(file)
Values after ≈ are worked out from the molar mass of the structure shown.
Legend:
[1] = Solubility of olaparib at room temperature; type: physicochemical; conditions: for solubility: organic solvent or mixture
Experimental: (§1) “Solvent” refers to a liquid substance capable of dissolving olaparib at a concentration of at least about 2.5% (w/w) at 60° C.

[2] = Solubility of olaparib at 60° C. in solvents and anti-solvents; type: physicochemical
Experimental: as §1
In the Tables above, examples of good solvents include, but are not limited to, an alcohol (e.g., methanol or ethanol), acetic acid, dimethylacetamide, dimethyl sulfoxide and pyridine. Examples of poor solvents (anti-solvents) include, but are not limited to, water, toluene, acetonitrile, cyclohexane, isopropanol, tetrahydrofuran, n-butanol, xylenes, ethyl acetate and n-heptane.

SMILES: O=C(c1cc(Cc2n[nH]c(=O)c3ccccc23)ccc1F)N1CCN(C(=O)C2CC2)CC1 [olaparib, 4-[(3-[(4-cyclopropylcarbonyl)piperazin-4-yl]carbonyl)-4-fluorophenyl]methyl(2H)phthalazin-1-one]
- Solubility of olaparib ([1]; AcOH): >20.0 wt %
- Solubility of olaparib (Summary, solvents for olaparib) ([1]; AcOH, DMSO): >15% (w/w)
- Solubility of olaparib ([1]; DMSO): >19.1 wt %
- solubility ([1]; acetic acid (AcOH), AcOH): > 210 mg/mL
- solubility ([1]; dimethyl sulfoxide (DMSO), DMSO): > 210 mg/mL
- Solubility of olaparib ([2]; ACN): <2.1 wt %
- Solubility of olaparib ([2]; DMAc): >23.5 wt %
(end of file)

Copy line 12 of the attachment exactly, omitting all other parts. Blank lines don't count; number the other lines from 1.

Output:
- solubility ([1]; acetic acid (AcOH), AcOH): > 210 mg/mL